How can new Angels owners sell Shohei Ohtani on Anaheim? Follow 2012 Dodgers model

 How can new Angels owners sell Shohei Ohtani on Anaheim?  Follow 2012 Dodgers model

The Angels’ Shohei Ohtani warms up before a game against the Tampa Bay Rays on Tuesday night in St. Petersburg, Fla. (Mike Carlson/Associated Press)

The last time I spoke to Arte Moreno, he joked that he should fire himself.

More than two years later, he finally did, with the Angels announcing Tuesday that the Moreno family is exploring a possible sale of the team.

As a reward for transforming the former World Series champions into an emblem of mediocrity, Moreno is expected to sell the franchise for more than 10 times what he paid for it. What a country.

Still, better late than never, the timing of Moreno’s announcement giving the Angels a chance to avoid the next humiliating episode to which they were counting down.

They now have a chance to keep Shohei Ohtani beyond next year.

If Moreno is out of the picture, the Angels will have an opportunity to convince the 28-year-old Ohtani to spend the remainder of his prime with them.

The window to do so will be small, but at least it will be open.

Before Moreno threw up the metaphorical white flag, that window looked as if it were shut, everything pointing to Ohtani bolting once he became a free agent after the 2023 season.

That remains the most likely scenario.

The typically reticent two-way player was uncharacteristically frank last September when he said of the Angels: “I like the fans. I like the atmosphere in the organization. But my feelings of wanting to win are stronger.”

Ohtani has said nothing to the contrary since.

There’s no reason for Ohtani to have changed his mind, the Angels on their way to their seventh consecutive losing season. He’s stuck in limbo, the Angels still unlikely to trade him this winter, as the time to extract the maximum return for him was last month.

Retaining baseball’s greatest attraction will require more than an investment in Ohtani, who has a history of prioritizing his baseball ambitions over finances. He came to the major leagues at age 23 in part because he believed it would improve his chances of becoming a Hall of Famer. He was classified as an amateur player as a result, costing him a nine-figure contract.

Angels owner Arte Moreno talks with former Angels manager Joe Maddon in the dugout.

Angels owner Arte Moreno, right, talks with former Angels manager Joe Maddon before a game April 26 at Angel Stadium. (Mark J. Terrill / Associated Press)

The team’s next owner will have to sell Ohtani on the Angels’ future, and he or she will likely have minimal time to do so. If the Angels’ sale takes, say, six months like the Dodgers’ did in 2012, the team would stay under Moreno’s control over the winter, eliminating the possibility of sweeping changes before next season.

The new owner could still make a statement before Ohtani is eligible to test the open market. The Dodgers showed how.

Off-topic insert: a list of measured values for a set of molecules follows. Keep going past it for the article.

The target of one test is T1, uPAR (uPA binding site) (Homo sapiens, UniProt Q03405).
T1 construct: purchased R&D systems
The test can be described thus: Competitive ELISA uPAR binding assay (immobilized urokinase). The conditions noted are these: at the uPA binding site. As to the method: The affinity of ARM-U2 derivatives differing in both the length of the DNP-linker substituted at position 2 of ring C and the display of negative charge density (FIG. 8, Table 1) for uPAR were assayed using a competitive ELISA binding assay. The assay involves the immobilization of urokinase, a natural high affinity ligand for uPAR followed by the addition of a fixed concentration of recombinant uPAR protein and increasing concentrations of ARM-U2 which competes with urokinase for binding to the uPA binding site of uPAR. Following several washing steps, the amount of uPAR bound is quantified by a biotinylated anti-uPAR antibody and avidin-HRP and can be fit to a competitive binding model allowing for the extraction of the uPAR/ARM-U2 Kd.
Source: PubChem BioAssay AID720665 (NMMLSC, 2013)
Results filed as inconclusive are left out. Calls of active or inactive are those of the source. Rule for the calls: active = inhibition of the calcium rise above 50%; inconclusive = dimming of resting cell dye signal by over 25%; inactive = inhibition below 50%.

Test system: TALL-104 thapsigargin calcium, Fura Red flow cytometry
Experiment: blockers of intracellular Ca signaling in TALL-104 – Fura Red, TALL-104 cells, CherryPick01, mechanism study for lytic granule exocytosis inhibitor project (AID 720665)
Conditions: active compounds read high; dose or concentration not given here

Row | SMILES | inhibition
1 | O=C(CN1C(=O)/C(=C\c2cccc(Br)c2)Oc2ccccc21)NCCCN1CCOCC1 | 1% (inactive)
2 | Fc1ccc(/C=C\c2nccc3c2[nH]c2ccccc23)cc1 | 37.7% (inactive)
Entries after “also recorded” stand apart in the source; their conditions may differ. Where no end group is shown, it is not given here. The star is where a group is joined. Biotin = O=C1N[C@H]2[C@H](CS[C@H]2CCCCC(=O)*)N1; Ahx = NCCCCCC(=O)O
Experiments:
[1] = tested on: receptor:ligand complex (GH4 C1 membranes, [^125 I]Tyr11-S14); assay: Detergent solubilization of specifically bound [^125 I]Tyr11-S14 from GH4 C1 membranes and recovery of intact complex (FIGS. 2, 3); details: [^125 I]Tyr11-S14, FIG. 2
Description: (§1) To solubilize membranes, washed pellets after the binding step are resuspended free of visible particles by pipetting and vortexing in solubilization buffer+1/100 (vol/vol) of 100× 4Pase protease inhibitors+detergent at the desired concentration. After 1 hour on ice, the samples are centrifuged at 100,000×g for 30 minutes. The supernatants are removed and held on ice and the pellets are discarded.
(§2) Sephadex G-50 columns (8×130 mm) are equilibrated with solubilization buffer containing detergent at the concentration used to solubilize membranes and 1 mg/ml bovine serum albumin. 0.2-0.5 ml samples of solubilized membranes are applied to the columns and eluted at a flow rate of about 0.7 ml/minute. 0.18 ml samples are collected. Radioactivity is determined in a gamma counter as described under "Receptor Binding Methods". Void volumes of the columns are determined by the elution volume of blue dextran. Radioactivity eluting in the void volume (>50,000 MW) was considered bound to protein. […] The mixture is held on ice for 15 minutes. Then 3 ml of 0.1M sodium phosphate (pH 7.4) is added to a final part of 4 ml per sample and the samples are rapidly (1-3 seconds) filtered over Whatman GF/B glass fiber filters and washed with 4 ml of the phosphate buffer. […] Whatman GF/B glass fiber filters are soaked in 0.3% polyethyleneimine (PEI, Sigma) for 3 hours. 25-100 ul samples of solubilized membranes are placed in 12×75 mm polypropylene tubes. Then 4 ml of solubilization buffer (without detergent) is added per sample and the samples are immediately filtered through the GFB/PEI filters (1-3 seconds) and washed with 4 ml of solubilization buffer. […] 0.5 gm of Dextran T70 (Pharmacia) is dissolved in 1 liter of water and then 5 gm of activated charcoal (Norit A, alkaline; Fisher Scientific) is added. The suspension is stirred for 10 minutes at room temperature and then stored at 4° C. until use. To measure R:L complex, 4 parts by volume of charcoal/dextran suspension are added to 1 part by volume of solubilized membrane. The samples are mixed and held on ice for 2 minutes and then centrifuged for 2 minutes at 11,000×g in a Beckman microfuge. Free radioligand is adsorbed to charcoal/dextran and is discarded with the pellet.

The Dodgers didn’t make the playoffs in their first season under Guggenheim Baseball Management, but their owners were quick to establish what they were about. The sale closed a month into the 2012 season. The Dodgers immediately signed Andre Ethier to an $85-million extension and a then-unknown Yasiel Puig to a $42-million deal. They traded for Hanley Ramirez in July. They absorbed more than $260 million in salary obligations when they acquired Adrian Gonzalez, Carl Crawford and Josh Beckett from the Boston Red Sox in August.

Similar to the Dodgers that year, the Angels wouldn’t necessarily have to reach the postseason to signal a change in culture.

What the new owner would have to do is make the kind of moves that persuade Ohtani he or she is willing to do what Moreno didn’t want to — namely, pay a luxury tax. This will be critical to them winning. With a bare-bone farm system devoid of high-end prospects, the Angels will have to spend their way out of the cellar if they are to compete in, say, 2024 or 2025.

As it is, they will be paying Mike Trout and Anthony Rendon more than $70 million combined. If they extend Ohtani, they could have more than $110 million invested annually in three players.

Considering the inability of Trout and Rendon to stay on the field, constructing a World Series contender will cost the Angels an addition, what, $150 million?

This doesn’t have to be permanent, as shown by the Dodgers, who gradually increased their reliance on their player-development system. The Angels’ next owner would be wise to do this too. Ohtani is certainly smart enough to understand how investing in the minor leagues could improve his own chances of winning a World Series.

Before departing Japan for the major leagues, Ohtani said he wanted to be the No. 1 player in the world. He said viewed a championship as a requirement to realize his ambition.

Suddenly, there’s now a possibility he can do that with the Angels. The chances might be remote, but they’re more than zero, which is what they are with Moreno as owner.

This story originally appeared in Los Angeles Times.